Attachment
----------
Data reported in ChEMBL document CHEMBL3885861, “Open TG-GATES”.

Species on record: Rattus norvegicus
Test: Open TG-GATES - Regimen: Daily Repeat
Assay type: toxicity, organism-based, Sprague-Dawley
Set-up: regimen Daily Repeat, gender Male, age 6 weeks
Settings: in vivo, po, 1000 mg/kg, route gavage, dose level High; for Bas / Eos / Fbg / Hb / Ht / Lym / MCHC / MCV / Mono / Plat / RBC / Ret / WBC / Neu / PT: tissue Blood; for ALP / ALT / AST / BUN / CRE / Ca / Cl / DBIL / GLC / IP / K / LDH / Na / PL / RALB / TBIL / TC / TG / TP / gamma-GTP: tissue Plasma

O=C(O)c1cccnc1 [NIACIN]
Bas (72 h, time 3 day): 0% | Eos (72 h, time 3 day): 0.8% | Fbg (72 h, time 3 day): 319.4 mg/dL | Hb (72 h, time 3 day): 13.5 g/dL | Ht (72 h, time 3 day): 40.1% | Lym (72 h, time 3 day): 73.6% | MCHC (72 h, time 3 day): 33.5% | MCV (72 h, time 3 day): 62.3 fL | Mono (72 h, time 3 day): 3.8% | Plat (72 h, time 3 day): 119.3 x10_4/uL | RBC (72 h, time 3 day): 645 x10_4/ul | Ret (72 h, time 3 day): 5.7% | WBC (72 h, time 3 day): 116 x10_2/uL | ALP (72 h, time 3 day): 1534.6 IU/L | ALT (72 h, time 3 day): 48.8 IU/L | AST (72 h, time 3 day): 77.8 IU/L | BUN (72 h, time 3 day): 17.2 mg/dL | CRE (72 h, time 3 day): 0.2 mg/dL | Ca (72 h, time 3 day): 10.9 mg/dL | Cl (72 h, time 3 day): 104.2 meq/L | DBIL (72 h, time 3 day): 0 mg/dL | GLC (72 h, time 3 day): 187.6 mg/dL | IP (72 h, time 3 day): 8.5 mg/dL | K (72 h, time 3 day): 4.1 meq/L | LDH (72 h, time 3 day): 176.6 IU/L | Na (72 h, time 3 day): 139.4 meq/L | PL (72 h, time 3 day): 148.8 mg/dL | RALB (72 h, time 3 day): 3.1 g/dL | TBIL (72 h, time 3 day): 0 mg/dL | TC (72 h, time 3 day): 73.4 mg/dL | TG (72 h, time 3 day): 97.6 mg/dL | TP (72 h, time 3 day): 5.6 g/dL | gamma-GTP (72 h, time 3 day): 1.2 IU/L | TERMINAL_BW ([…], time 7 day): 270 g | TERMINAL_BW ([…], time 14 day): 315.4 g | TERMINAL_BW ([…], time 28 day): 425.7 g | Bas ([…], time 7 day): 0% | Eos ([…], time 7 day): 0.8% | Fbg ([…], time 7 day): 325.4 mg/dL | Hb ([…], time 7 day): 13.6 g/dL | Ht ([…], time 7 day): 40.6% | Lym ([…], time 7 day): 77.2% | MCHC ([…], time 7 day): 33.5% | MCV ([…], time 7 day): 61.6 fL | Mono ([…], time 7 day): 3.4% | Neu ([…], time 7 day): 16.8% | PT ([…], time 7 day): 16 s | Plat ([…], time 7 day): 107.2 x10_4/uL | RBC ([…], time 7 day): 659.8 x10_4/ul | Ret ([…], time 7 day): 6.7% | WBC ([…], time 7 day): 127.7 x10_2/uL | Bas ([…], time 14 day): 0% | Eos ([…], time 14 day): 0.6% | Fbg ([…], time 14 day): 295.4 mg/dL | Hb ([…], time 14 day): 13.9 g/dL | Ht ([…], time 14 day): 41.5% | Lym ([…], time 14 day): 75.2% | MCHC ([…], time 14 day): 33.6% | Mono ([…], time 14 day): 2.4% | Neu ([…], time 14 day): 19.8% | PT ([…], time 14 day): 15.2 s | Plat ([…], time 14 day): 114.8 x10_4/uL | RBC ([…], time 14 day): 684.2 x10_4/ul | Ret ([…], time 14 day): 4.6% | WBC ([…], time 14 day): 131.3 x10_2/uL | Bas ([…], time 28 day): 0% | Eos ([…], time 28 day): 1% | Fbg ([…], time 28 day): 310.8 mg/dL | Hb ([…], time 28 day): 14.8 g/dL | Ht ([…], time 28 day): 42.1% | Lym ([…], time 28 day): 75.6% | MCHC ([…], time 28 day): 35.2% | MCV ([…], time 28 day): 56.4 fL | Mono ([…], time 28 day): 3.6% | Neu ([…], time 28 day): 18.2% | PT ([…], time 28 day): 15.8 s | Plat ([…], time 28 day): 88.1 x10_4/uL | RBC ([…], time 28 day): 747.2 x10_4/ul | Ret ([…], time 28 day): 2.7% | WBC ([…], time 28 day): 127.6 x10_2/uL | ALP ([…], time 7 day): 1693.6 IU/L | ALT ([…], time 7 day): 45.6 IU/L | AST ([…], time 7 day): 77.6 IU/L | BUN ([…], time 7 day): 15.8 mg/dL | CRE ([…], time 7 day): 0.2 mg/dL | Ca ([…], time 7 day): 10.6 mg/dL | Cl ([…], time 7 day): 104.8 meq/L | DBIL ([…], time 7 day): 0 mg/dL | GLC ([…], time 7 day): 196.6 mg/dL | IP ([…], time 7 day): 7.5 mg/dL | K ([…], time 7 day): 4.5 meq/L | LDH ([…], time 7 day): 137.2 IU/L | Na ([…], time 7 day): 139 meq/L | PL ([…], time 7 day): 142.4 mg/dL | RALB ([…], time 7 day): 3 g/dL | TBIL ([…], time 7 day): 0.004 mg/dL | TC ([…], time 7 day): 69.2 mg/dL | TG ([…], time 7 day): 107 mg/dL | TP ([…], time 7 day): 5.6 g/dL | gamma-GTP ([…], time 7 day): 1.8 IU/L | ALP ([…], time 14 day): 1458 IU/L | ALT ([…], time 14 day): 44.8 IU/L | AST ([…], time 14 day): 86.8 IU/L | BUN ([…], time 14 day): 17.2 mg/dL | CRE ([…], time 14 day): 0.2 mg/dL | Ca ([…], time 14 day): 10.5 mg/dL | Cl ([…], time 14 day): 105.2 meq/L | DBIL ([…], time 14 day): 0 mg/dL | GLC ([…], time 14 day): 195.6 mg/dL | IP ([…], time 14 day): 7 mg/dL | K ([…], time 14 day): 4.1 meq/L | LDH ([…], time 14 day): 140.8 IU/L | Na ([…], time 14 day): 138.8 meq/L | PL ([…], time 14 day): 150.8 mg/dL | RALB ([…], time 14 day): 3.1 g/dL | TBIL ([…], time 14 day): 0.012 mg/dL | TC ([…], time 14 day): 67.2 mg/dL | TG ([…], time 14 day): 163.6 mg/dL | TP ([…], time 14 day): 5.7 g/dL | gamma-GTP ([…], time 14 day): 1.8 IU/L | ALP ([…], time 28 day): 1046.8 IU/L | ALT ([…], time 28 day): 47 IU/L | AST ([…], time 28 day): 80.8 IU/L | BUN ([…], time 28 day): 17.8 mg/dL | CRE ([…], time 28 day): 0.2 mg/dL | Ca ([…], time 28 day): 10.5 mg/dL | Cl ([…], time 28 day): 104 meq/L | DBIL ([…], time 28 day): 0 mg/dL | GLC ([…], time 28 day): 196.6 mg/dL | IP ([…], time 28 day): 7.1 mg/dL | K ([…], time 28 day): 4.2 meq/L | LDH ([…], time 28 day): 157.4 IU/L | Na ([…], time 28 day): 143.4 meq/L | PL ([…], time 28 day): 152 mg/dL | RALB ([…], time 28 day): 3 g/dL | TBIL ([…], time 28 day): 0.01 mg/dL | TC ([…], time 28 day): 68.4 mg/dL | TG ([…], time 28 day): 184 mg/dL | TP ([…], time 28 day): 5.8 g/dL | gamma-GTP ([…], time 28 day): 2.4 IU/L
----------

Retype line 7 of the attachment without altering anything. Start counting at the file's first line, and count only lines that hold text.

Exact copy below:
O=C(O)c1cccnc1 [NIACIN]